25: Connecting

25: Connecting

From Chicken Soup for the Soul: Teacher Tales


The important thing is not so much that every child should be taught, as that every child should be given the wish to learn.

~John Lubbock

When I entered college in the early 1980s, I had my heart set on being a first grade teacher. I did all of my observations in others’ first-grade classrooms. I student taught first grade, and I interviewed for my first job… in a first-grade classroom. Needless to say, I was delighted when the district offered me a job… as a fifth grade teacher in an inner-city building, considered at the time to be one of our district’s toughest assignments. It wasn’t the first-grade classroom I had hoped for, but it was MY classroom!

I was prepared for the curriculum I would teach, and even the social issues I would encounter, but in a classroom of fifth graders, there will always be something you’re not prepared for, especially as a first year teacher.

I navigated through my first year fairly successfully, while working to form relationships with my students in an effort to keep one step ahead of them, which was no easy feat! There was one child in particular, Alexander, who I just couldn’t seem to connect with. He was a special needs student who had learning disabilities in both math and reading. He rarely bathed, his clothes were filthy, and the other children were sometimes very cruel to him. He was a difficult child to get to open up, but I was dogged in my efforts.

You can imagine my delight when finally, in late spring, Alexander raised his hand during math class. Not only did it go up, but it was accompanied by “Ooh, ooh, ooh,” as he waved it frantically. Thrilled that Alexander was eager to participate in our discussion for the first time ever, I immediately called on him.

Well, you can imagine my surprise when he suddenly lunged into a story about his grandma, whom he was excited to tell us, had a hole in her head. You see, we were studying fractions that day, and I had just explained that a fraction is “a part of a whole.” Alexander obviously didn’t realize the difference between W-hole and H-ole. “Homophones,” I told myself, “had better be tomorrow’s English lesson!”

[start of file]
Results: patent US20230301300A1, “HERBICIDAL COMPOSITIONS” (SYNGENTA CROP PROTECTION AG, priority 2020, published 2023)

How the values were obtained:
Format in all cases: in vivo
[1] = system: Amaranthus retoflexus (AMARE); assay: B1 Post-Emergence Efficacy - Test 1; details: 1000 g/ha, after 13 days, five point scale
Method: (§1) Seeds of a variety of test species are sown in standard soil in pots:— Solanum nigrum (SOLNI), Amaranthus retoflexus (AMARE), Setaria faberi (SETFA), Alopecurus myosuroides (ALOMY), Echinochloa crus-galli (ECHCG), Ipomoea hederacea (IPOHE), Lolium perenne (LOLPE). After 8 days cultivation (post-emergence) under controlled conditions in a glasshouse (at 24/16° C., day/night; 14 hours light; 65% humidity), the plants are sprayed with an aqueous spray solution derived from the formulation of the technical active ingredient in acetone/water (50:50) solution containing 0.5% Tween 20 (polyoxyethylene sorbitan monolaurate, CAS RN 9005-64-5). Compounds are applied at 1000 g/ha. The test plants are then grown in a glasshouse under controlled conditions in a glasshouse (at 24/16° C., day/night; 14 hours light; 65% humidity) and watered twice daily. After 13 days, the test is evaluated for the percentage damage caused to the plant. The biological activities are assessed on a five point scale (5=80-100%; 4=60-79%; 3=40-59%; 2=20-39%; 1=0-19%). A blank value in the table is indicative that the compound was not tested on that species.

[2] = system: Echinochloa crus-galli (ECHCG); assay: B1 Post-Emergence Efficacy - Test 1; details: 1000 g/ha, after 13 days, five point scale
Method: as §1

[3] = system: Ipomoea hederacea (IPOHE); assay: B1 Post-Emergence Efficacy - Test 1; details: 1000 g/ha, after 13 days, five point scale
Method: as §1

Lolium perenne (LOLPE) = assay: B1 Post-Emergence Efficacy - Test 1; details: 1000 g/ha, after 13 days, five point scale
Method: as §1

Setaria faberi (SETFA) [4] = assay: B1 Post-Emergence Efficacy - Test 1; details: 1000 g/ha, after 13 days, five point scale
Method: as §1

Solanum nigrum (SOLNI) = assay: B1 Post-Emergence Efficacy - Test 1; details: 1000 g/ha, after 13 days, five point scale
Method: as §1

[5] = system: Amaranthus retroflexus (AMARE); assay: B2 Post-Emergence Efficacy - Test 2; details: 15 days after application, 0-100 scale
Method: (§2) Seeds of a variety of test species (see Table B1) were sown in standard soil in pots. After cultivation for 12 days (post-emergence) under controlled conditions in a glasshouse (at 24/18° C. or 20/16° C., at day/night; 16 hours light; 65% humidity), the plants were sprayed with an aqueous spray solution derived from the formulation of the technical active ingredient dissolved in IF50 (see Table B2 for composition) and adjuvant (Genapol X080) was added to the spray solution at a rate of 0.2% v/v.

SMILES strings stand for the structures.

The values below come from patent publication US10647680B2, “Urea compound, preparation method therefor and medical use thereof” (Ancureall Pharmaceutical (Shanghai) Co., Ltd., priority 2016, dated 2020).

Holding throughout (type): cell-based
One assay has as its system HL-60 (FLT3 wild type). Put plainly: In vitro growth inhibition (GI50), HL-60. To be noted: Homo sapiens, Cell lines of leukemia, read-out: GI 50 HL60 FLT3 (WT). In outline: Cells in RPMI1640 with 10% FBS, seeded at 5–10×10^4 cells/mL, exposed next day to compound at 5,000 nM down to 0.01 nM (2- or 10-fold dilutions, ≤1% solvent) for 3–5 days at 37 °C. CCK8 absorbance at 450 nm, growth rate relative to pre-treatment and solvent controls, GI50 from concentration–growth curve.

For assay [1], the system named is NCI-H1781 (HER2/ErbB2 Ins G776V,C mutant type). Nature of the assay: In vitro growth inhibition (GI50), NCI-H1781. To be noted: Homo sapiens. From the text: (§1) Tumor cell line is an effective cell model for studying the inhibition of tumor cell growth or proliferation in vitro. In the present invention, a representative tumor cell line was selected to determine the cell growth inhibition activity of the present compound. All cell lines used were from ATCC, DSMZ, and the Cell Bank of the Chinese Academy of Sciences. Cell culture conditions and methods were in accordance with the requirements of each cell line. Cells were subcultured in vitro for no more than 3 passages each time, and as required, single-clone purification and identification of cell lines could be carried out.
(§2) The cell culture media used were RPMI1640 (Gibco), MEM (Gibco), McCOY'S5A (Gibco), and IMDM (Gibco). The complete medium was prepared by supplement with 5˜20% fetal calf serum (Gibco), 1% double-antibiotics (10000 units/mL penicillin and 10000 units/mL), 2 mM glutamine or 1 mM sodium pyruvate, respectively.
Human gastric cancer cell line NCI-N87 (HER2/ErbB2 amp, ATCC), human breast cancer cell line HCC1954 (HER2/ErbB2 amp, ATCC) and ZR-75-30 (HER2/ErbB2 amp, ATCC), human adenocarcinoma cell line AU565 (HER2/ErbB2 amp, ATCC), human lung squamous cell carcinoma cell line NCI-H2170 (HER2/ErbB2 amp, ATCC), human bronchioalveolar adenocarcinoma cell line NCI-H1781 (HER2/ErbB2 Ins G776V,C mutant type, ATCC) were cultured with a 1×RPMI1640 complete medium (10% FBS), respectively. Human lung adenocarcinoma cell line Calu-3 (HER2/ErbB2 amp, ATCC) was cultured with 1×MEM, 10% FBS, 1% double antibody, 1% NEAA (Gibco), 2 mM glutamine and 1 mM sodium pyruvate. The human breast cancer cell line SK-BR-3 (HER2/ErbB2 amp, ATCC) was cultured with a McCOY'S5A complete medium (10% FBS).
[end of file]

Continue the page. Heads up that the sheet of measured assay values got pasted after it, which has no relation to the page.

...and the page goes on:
Acknowledging Alexander that day was exactly what he needed from me. We had suddenly bonded. Alexander felt such a connection to me after that, that he even went one step further.

I arrived at the school the following morning and was genuinely surprised to find Alexander and his grandma waiting for me. Grandma began by saying, “Alexander said he told you that I have a hole in my head.” I smiled nervously and said, “Don’t worry. You know kids! They have great imaginations!” Grandma replied, “You didn’t believe him, did you?” “No, of course not,” I stammered. Well, just that quick, Grandma proudly popped out her glass eye, revealing that she truly did have a hole in her head!

I will never forget that day, and the lessons that I learned from being Alexander’s teacher. He taught me:

1. Students with learning disabilities can connect to a word or phrase, even if it is a homophone, and then just need to vocalize their thoughts.

2. I can connect with the hard-to-reach students if I allow them to speak when they are ready to.

3. The child who sits by himself, who is shunned by his peers, and who appears to be “on another planet” most days, may just be waiting for the right moment to share something with you. He is testing you to see if you really do care about him.

4. We need to look beyond the “package” that our students and their families come wrapped in, so that we can see inside them, and find out what motivates them.

5. If a child ever again tells me about a family member with a hole in his or her head… BELIEVE HIM!

~Tania L. Harman
2009 Indiana State Teacher of the Year
Elementary teacher, grades 1-2

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